A Matter of Taste
By the time Master Rigor found out the corpse was the Necromancer’s head chef, it was too late.
“You know His Grimness doesn’t care about the details. He’ll be down in an hour for the ritual. Have the body prepared,” the guard said, holding his nose.
“Of course, of course.” Master Rigor bobbed up and down in his eagerness to please.
“Better get to it. If you don’t have that body, your apprentice will be gutting you on that slab tomorrow.”
“But why would He bother to Raise a lowly chef. Surely--”
“Don’t know, don’t care. I’ve done my job and I’m getting out of here. This place stinks.” The guard slammed the door on his way out.
Master Rigor sniffed contemptuously. What an oaf! The Halls of Passing should be treated with respect. He took the three Eternity Jars he had been looking for and made his way back to the Room of Cleansing.
The thought of the Necromancer himself honoring these rooms with his presence! Well, he’d find everything in perfect condition. Master Rigor checked his reflection on a polished brass urn as he passed, hoping he’d have time to wax his mustache. An hour was plenty of time. The body was already prepared. Unfortunately, he had already removed the organs, but it wouldn’t take long to place them back into the body, no time at all.
The body was right where he had left it, but there was something missing.
The organs were gone.
Three Eternity Jars clattered to the floor and broke into thousands of pieces.
“Pustuuuule!” where was that boy? Master Rigor darted around and poked his head into the storage cupboard, then the embalming rooms, but Pustule was nowhere to be found. On his way back he found a plague of rats dragging along a familiar-looking liver. He snatched it out of their mouths and shook off the last rat, a nearly blind blacktail.
“Thaank yooou! This belongs to poor, departed Mr. Wort, I believe.” He glared at the rats with disapproval. “Who gave you permission to take this?”
“It was the lad, Pustule,” the old rat spoke in a squeaky voice. “He took the heart and ran off. Seemed a shame to let a nice liver go to waste.”
“Which way did he go?”
“Towards the cellars.” The rat licked its paws regretfully.
Master Rigor returned the liver to its place and left, this time locking the room with a skeleton key.
He found Pustule in the catacombs, sitting on a pile of bones with his ladylove.
“Oh, Malady, my treasure! Look, what I brought you. Doesn’t old Pustule deserve a kiss?” He handed her the heart.
“Oh, Pustule, it’s lovely!”
Just as she was about to bite into the heart, Master Rigor tore it out of her claws. “Thaank yooou!” He gave Pustule a clout round the ear. “Useless boy! I should have your head for this!”
“Oh please, don’t. I’m sorry, Master.” Pustule rubbed his ear.
“Now then. Where’s the brain? The Necromancer’s coming, and he can’t revive the man without his brain. Quickly, boy, before we both lose our heads for this!!”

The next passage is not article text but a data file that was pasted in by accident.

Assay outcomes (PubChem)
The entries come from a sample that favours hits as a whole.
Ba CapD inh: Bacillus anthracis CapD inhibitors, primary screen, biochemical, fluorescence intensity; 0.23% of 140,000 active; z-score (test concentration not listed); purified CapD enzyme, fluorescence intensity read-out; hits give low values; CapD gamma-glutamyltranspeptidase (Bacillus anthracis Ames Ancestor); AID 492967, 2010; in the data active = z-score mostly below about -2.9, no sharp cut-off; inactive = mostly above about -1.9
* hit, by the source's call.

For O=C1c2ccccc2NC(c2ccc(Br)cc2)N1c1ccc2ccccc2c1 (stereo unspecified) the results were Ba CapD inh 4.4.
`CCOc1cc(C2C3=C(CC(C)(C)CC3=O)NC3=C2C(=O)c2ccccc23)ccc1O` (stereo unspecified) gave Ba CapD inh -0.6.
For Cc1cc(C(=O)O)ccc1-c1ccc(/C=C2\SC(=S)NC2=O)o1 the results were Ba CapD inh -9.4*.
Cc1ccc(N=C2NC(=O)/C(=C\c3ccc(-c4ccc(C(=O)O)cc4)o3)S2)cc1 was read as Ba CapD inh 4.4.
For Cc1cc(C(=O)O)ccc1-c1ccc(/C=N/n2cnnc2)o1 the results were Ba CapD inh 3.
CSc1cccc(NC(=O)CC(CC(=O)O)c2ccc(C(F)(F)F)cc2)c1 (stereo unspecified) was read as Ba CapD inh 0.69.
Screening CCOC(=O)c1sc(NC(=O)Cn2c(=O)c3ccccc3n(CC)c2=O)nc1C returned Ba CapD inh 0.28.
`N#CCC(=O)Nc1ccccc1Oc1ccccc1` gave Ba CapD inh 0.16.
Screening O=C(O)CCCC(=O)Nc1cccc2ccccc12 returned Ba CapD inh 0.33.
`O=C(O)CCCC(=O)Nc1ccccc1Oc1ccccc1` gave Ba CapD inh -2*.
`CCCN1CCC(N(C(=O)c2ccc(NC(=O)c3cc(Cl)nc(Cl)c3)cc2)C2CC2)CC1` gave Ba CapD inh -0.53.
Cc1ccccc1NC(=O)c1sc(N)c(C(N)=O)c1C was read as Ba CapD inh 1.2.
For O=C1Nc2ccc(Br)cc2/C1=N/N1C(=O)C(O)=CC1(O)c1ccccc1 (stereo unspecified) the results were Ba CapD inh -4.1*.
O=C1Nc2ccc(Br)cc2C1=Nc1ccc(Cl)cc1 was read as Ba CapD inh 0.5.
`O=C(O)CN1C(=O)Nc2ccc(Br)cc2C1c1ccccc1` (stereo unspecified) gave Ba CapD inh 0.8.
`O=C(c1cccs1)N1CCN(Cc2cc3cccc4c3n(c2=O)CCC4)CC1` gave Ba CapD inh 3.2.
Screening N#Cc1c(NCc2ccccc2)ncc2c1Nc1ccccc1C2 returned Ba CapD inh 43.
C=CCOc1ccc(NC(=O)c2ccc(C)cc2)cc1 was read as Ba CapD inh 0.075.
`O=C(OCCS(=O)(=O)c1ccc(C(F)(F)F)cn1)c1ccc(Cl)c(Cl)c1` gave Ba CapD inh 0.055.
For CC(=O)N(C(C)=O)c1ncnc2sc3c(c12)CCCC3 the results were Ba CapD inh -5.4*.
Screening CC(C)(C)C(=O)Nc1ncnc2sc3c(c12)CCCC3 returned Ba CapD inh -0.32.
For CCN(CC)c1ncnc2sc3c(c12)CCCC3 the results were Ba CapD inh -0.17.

Pustule looked at him with his vacant eyes the color of swamp water. “But Master, you wife took the brain! She said scalloped brains was your favorite!”
“Oh dear, oh dear, oh dear!” Master Rigor pulled the boy up by his collar. “Now you get to the Room of Cleansing, and don’t let anybody in. Even the Necromancer himself!”
When Master Rigor arrived home, he smelled the mouthwatering scent of scalloped brains right from the door. He was too late! He slumped into the bench by the door.
His wife poked her head out of the kitchen. “What in all the Nineteen Realms is the matter, Mortie? You look pale as packed lard!”
“All is lost! I’m done for. Ohhh.” He felt faint and lowered his head down between his stick-thin shins.
After he told her what had happened, she sat next to him, frowning. “It’s true. Once a brain’s been scalloped it’s no good for thinking any more. You must replace it with another one, Mortie. It’s you only chance!”
Master Rigor lifted his head out of his hands. “Of course!” He kissed her and ran for the Greeting halls.
“What do you mean, that’s the only one?” Master Rigor eyed the body of the city rat-catcher with distaste. It seemed unlikely the man had any culinary skills whatsoever. Then he shrugged and got to work. He needed a brain, and this one was available.
Master Rigor tried to wipe sweat from his brow as inconspicuously as possible as the Necromancer entered, followed by ten of his Black Guard. He bent to sniff the body, his black robes pooling on the floor like liquid darkness. Taking no notice of Master Rigor he took a jar of resurrection ointment and spread it over the corpse’s skin, then inserted the whisper-thin revival rods in their places. After the nineteen amulets were in their places, he motioned, and the guards dragged in a crying youth who wore stained chef’s robes. When the Necromancer raised the blade to the youth’s throat, Master Rigor looked away.
Whimpering, Master Rigor threw clothes into his travel case. He had to get out of the city before they came for him. The image of the flashing knife pushed itself into his mind, and he redoubled his efforts.
“Mortie! There’s someone to see you!” his wife called.
“I’m not feeling well. Send them away.”
The stairs creaked as someone climbed up. He saw the uniform of the Black Guard and swallowed.
“No! It’s not my fault!”
“What? The Necromancer sent me to compliment you on a job well done.”
“Whatever possessed the man to make him rat croquettes, I dunno, but he says they was the best he ever had. Guess it’s a matter of taste.”
That was the last thing Master Rigor heard before he fainted.